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The use of wearable cardioverter-defibrillators in Europe: results of the European Heart Rhythm Association survey

Radosław Lenarczyk, Tatjana S. Potpara, Kristina H. Haugaa, Antonio Hernández-Madrid, Elena Sciaraffia, Nikolaos Dagres on behalf of Conducted by the Scientific Initiatives Committee, European Heart Rhythm Association
DOI: http://dx.doi.org/10.1093/europace/euw003 146-150 First published online: 3 February 2016


The aim of this European Heart Rhythm Association (EHRA) survey was to collect data on the use of wearable cardioverter-defibrillators (WCDs) among members of the EHRA electrophysiology research network. Of the 50 responding centres, 23 (47%) reported WCD use. Devices were fully reimbursed in 17 (43.6%) of 39 respondents, and partially reimbursed in 3 centres (7.7%). Eleven out of 20 centres (55%) reported acceptable patients' compliance (WCD worn for >90% of time). The most common indications for WCD (8 out of 10 centres; 80%) were covering the period until re-implantation of ICD explanted due to infection, in patients with left ventricular impairment due to myocarditis or recent myocardial infarction and those awaiting heart transplantation. Patient life expectancy of <12 months and poor compliance were the most commonly reported contraindications for WCD (24 of 46 centres, 52.2%). The major problems encountered by physicians managing patients with WCD were costs (8 of 18 centres, 44.4%), non-compliance, and incorrect use of WCD. Four of 17 centres (23.5%) reported inappropriate WCD activations in <5% of patients. The first shock success rate in terminating ventricular arrhythmias was 95–100% in 6 of 15 centres (40%), 85–95% in 4 (26.7%), 75–85% in 2 (13.3%), and <75% in 3 centres (20%). The survey has shown that the use of WCD in Europe is still restricted and depends on reimbursement. Patients’ compliance remains low. Heterogeneity of indications for WCD among centres underscores the need for further research and a better definition of indications for WCD in specific patient groups.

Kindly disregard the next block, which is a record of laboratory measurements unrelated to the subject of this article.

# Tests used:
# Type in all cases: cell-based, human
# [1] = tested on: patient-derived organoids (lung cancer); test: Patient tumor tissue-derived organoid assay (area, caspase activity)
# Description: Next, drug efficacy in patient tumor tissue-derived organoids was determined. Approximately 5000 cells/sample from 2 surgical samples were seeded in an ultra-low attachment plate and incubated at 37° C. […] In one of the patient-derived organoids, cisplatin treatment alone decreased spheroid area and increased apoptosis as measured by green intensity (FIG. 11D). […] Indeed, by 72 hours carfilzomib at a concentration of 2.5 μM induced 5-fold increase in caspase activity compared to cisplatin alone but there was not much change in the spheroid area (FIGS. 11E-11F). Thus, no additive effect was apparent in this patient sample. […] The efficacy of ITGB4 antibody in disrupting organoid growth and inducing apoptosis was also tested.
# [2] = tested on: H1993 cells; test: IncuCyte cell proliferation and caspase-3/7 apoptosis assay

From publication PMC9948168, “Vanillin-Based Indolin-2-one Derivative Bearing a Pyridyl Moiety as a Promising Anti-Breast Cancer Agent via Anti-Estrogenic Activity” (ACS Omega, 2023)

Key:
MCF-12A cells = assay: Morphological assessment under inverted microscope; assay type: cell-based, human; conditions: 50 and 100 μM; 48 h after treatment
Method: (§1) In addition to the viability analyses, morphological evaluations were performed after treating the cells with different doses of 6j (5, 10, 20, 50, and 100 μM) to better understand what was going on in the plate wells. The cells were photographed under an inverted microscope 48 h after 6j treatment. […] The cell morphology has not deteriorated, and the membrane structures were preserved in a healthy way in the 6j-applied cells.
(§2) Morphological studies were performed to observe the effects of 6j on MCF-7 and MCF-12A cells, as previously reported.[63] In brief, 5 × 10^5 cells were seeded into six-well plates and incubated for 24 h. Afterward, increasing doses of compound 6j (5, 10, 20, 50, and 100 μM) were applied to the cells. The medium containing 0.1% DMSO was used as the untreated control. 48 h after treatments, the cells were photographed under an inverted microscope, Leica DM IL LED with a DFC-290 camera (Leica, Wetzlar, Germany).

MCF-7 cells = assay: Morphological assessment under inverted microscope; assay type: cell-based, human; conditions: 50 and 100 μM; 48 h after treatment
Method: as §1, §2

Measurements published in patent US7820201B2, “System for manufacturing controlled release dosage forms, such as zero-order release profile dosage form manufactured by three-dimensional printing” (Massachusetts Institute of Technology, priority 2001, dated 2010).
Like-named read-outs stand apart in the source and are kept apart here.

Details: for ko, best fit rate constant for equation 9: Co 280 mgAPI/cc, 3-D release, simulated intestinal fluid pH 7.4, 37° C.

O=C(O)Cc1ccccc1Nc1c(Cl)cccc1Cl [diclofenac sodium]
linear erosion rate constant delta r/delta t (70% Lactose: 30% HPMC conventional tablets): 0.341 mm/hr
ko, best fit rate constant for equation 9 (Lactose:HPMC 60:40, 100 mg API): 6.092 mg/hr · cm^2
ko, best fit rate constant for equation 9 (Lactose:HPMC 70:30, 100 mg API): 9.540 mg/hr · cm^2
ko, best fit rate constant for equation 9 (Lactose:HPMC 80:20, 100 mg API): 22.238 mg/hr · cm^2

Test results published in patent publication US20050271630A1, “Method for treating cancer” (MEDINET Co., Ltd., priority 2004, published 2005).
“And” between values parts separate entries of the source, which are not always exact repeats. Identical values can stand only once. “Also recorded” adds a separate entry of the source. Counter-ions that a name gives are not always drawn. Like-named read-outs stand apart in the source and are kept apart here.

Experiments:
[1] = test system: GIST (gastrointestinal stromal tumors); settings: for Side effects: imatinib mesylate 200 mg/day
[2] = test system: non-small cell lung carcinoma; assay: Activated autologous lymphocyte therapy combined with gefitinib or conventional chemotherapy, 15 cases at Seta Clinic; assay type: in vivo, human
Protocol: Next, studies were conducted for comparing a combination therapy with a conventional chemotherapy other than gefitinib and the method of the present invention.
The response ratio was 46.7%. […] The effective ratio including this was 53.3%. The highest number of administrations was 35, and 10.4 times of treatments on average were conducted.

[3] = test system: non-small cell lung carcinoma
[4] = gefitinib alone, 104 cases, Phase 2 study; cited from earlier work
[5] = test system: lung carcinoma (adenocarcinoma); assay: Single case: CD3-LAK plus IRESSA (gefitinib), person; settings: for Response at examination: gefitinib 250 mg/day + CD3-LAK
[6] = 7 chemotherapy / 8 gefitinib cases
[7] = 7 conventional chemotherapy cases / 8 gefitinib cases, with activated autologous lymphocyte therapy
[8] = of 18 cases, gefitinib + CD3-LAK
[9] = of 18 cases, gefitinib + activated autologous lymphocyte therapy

• Wearable cardioverter-defibrillator
  • Implantable cardioverter-defibrillator
  • Sudden cardiac death
  • Ventricular arrhythmias
  • Prevention
  • Heart failure
  • EHRA survey
  • EP wire
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